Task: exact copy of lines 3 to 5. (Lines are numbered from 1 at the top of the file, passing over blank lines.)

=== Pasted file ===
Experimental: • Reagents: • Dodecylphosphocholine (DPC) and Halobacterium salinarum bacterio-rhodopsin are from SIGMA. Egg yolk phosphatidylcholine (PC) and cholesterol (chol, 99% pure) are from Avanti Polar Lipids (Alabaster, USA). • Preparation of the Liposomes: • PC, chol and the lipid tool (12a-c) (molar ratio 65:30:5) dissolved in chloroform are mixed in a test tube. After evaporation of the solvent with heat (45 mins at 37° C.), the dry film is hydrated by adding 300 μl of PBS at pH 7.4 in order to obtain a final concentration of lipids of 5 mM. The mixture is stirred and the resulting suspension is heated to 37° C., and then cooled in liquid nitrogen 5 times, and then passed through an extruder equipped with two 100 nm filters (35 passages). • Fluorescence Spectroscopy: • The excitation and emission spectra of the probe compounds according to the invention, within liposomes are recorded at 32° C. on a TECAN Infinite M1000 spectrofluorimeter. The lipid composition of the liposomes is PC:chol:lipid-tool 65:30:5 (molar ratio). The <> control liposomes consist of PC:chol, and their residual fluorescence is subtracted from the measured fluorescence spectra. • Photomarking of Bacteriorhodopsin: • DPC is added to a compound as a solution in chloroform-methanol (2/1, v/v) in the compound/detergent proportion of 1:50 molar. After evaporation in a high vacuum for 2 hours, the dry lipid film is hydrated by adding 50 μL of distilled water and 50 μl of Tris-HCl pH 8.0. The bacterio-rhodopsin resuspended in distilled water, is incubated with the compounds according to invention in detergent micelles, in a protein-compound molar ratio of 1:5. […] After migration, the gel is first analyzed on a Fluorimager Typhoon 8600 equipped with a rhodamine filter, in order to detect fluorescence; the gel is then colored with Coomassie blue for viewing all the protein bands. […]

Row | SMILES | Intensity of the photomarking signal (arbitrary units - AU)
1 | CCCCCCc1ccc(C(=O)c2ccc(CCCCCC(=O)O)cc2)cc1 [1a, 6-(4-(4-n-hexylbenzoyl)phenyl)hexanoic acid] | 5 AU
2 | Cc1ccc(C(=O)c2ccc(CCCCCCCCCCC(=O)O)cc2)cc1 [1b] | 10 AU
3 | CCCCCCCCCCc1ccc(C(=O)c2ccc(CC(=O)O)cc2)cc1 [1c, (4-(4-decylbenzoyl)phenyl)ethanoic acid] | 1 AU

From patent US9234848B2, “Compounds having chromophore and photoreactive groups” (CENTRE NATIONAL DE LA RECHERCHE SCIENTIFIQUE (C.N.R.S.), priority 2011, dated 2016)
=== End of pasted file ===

1 | CCCCCCc1ccc(C(=O)c2ccc(CCCCCC(=O)O)cc2)cc1 [1a, 6-(4-(4-n-hexylbenzoyl)phenyl)hexanoic acid] | 5 AU
2 | Cc1ccc(C(=O)c2ccc(CCCCCCCCCCC(=O)O)cc2)cc1 [1b] | 10 AU
3 | CCCCCCCCCCc1ccc(C(=O)c2ccc(CC(=O)O)cc2)cc1 [1c, (4-(4-decylbenzoyl)phenyl)ethanoic acid] | 1 AU